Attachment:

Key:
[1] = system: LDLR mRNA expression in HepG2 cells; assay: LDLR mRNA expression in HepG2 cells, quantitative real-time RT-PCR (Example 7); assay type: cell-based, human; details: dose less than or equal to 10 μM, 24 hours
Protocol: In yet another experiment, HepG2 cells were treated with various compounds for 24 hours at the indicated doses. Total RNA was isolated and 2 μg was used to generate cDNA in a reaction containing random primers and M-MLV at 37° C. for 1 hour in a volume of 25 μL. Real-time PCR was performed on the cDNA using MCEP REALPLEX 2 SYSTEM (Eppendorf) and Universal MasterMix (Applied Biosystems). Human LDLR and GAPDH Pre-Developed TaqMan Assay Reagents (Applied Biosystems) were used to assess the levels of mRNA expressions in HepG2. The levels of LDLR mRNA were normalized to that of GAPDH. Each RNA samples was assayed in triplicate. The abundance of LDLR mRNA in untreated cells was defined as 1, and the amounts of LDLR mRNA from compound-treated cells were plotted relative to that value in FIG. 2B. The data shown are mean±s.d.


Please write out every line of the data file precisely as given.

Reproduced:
Key:
[1] = system: LDLR mRNA expression in HepG2 cells; assay: LDLR mRNA expression in HepG2 cells, quantitative real-time RT-PCR (Example 7); assay type: cell-based, human; details: dose less than or equal to 10 μM, 24 hours
Protocol: In yet another experiment, HepG2 cells were treated with various compounds for 24 hours at the indicated doses. Total RNA was isolated and 2 μg was used to generate cDNA in a reaction containing random primers and M-MLV at 37° C. for 1 hour in a volume of 25 μL. Real-time PCR was performed on the cDNA using MCEP REALPLEX 2 SYSTEM (Eppendorf) and Universal MasterMix (Applied Biosystems). Human LDLR and GAPDH Pre-Developed TaqMan Assay Reagents (Applied Biosystems) were used to assess the levels of mRNA expressions in HepG2. The levels of LDLR mRNA were normalized to that of GAPDH. Each RNA samples was assayed in triplicate. The abundance of LDLR mRNA in untreated cells was defined as 1, and the amounts of LDLR mRNA from compound-treated cells were plotted relative to that value in FIG. 2B. The data shown are mean±s.d.